Cracks appeared in the program even before it went out for bids. Eyeing LEMV like a choice cut of technological steak, the Army’s top intelligence staff, then headed by Lt. Gen. Richard Zahner, wanted it for itself, according to one program insider who asked to remain anonymous. Normally major weapons development programs for the Army are overseen by a dedicated organization with an unwieldy name: the Office of the United States Assistant Secretary of the Army for Acquisition, Logistics and Technology — a.k.a., ASA-ALT — whose sole job is to formulate specs, solicit bids from industry, draw up contracts and oversee the contractors’ work. But the intel staff was determined to handle much of that work itself with bureaucratic reinforcements from the Army’s missile command, despite the intel staff and the missileers lacking experience managing new technology. “We took it on for ourselves, because it is our soldiers that are going into these regional conflicts where we may not get the apportionment of strategic [intelligence, surveillance and reconnaissance],” explained Lt. Gen. Mary Legere, who succeeded Zahner in early 2012. To keep the unusual development scheme afloat, the intel staff sought money directly from Congress instead of asking ASA-ALT to arrange for funding, which was standard procedure. After all, the staff had undercut ASA-ALT and could not expect favorable treatment for its giant spy blimp. To convince a skeptical Congress, the intel staff promised LEMV would be ready fast — just 18 months from the signing of the development contract. The year-and-a-half deadline proved to be a fatal flaw. Allocating just 18 months for such a complex technology development was ambitious, to say the least and forced LEMV’s builders to cut a lot of corners. “A development timeline of twice as long would still be counted as aggressive,” Mav6’s Jay Harrison commented.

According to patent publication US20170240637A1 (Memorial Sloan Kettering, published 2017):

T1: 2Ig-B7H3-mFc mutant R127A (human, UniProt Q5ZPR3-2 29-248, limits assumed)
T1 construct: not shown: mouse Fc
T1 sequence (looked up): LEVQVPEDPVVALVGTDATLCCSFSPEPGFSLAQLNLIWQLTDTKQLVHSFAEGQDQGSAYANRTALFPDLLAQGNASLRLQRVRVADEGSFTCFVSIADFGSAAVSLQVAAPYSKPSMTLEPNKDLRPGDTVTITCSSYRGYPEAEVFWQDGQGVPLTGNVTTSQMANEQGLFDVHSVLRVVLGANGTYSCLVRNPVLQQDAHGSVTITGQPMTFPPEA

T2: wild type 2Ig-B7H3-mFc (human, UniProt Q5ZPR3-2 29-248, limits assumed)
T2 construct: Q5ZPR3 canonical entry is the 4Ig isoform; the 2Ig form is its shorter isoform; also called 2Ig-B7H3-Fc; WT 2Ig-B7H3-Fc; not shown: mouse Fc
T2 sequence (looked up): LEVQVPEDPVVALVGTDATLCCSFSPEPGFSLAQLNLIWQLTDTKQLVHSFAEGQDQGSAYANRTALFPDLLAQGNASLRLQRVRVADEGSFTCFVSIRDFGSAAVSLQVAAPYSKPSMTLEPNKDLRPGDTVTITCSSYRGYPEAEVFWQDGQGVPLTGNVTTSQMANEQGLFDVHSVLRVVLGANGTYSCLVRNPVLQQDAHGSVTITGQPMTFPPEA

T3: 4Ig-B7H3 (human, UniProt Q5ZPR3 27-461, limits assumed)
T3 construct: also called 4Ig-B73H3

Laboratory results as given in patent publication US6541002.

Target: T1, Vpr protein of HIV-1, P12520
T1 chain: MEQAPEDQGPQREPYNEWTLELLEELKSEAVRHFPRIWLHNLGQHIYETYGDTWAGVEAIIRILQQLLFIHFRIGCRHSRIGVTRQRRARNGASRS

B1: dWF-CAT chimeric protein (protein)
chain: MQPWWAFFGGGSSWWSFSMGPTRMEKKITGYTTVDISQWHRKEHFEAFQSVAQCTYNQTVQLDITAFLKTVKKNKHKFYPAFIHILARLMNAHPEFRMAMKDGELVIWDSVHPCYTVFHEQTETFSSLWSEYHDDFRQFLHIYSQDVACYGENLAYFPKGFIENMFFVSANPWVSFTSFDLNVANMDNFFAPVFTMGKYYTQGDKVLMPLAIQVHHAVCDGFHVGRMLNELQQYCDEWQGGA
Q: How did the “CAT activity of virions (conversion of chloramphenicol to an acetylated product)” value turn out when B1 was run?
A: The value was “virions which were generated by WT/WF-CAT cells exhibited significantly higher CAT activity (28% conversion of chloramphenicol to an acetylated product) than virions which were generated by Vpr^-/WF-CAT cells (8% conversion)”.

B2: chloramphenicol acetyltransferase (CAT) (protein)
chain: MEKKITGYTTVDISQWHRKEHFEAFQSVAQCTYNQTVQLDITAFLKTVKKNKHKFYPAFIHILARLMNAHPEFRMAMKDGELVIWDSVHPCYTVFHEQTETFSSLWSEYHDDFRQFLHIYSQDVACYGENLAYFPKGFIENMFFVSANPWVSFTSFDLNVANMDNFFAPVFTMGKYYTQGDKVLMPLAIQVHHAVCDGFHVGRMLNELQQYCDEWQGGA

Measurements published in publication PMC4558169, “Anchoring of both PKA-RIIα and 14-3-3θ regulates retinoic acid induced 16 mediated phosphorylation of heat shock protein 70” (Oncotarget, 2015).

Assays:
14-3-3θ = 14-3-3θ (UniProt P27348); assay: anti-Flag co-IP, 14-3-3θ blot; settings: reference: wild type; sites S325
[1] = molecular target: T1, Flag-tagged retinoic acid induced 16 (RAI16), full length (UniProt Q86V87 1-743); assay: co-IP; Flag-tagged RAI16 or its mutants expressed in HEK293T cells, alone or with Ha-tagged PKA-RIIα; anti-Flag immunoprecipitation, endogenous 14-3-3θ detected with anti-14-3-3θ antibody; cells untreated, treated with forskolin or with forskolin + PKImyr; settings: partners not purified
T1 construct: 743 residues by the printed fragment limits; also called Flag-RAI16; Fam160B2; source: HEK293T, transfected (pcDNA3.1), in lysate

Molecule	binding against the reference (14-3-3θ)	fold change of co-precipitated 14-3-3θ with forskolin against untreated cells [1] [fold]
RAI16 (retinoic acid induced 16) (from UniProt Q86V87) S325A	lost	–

Lowest bidder

At first there was competition. Aerospace giants Lockheed Martin and Northrop Grumman both wanted the LEMV contract, worth up to $517 million for several years of work designing and building as many as three huge airships plus all their on-board gear. Lockheed was the clear frontrunner. The Maryland-based company already had a suitable airship in the air, the P-791. All the firm would have needed to do was add cameras, radios and other internal gear — admittedly a complex task. By contrast, Northrop in Virginia had no hardware at all and would have to assemble the LEMV blimp and its sensors and comms from scratch. Everyone in Army intel assumed Lockheed would win. The intel staff even put the Lockheed airship on all the program’s flyers, posters and other promotional material. But when it became clear how quickly the Army expected LEMV to be ready, Lockheed got cold feet. The Maryland company insisted it would take three years, not a year and a half, to complete the airship — even with the basic airframe already flying. “Lockheed basically gave the contract away,” Harrison explained. Northrop insisted it could meet the 18-month deadline and won the contract by default in June 2010. Program manager Sargent defended the close deadline. “We are on a tight schedule but we want this to be successful for the Army and all services,” he said.